God is our Father – this comes out so very strongly in the Gospels – read them and notice how regularly Jesus refers to God as “Father” and Paul uses the most intimate of terms for father, telling us that it is in the Spirit we can call God “abba” (Daddy). We are sons and daughters of the living God! He really IS your and my father!
What Does Worship DO?
Worship does so many things:
- It brings us into the presence of God.
We know this so well in our experience, that so often in the worship we feel closer to God. James 4:8 says “Come near to God and he will come near to you”.
- It plays a role in prophecy.
1 Chronicles 25:1 tells us that David set aside some men for the role of prophesying along with harps, lyres and cymbals – noting the inclusion of instruments of worship playing a role in prophecy.
- It edifies us—and others.
When we worship we edify ourselves (Psalm 103:1,22 ‘praise the Lord O MY soul’ ) and others (Ephesians 5:19 says ‘speak to ONE ANOTHER with psalms, hymns and spiritual songs’).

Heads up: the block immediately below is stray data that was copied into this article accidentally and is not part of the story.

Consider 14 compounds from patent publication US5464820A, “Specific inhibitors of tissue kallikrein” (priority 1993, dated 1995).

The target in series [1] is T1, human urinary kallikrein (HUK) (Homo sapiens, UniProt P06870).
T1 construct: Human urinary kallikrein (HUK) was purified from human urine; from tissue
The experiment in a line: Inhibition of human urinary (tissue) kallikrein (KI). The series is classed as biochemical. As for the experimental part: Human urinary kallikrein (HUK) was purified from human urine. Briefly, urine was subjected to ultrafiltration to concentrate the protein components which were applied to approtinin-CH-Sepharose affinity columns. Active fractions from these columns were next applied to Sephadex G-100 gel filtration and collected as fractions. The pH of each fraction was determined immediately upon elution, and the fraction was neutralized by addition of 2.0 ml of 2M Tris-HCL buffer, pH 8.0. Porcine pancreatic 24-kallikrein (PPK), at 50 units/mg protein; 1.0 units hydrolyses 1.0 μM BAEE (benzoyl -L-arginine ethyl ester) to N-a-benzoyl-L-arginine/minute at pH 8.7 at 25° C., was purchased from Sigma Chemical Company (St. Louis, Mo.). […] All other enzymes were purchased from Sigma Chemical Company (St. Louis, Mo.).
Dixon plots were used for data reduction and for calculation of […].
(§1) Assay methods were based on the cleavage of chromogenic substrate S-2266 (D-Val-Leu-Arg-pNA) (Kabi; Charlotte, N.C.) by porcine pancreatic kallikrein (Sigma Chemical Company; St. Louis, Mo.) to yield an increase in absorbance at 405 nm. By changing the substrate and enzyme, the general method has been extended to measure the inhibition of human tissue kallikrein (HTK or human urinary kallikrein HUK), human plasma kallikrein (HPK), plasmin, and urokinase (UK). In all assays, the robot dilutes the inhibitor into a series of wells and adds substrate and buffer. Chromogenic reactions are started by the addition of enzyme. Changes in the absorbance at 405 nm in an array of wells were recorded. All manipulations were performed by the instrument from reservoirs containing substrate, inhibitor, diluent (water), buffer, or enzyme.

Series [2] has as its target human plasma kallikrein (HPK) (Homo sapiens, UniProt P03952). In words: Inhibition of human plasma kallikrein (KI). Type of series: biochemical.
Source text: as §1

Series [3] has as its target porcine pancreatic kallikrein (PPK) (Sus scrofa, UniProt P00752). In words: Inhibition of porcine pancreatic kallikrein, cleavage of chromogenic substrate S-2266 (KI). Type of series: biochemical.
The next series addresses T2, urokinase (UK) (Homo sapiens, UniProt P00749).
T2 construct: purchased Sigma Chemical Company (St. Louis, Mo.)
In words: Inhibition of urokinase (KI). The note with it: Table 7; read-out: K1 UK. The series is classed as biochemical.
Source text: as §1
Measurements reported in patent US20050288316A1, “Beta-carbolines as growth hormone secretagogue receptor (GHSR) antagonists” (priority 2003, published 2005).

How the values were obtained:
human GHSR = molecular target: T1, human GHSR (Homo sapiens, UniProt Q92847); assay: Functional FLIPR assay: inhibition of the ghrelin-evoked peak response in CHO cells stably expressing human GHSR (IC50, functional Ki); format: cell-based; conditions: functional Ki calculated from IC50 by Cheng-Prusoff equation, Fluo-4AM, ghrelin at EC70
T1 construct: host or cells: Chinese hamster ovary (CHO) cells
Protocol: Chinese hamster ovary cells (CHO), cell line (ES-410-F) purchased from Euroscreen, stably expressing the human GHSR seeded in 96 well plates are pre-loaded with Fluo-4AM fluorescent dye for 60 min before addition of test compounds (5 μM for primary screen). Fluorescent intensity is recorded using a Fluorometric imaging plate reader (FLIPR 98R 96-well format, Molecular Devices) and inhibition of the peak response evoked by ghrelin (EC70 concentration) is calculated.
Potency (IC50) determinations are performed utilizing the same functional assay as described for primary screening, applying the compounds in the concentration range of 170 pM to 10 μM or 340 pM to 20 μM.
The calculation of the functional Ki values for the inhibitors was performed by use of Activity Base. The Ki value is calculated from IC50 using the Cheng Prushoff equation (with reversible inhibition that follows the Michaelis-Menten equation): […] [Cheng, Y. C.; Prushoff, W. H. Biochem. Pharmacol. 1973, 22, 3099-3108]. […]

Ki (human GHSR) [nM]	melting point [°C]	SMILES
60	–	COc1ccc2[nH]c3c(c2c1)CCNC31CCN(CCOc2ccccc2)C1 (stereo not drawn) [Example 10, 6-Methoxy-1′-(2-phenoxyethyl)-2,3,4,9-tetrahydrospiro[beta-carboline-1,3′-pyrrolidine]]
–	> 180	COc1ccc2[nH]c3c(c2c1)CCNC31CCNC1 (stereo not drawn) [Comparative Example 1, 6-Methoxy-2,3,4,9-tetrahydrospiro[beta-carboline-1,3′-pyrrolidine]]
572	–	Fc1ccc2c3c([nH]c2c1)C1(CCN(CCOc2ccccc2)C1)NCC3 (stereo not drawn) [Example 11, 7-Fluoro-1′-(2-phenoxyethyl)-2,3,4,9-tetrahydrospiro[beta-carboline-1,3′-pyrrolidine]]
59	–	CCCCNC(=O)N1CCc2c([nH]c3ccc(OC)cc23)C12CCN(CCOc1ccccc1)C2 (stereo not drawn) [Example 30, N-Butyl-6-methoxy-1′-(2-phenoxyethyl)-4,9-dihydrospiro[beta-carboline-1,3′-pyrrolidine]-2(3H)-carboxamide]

- It is a weapon of warfare.
I don’t believe it is a mistake that musicians and praisers always led the army of God into battle. In Joshua 6, we read that the priests and the ark went BEFORE the people when they marched around Jericho. In 2 Chronicles 20:21-23 we read that (📖):
‘Jehoshaphat appointed men to sing to the LORD and to praise him for the splendour of his holiness as they went out at the head of the army, saying:
“Give thanks to the LORD,
for his love endures forever.”
As they began to sing and praise, the LORD set ambushes against the men of Ammon and Moab and Mount Seir who were invading Judah, and they were defeated.
If ever you feel you are under spiritual attack, put some worship on. If your experience is anything like mine, when you worship, something totally transforms for you.
- It is a witness.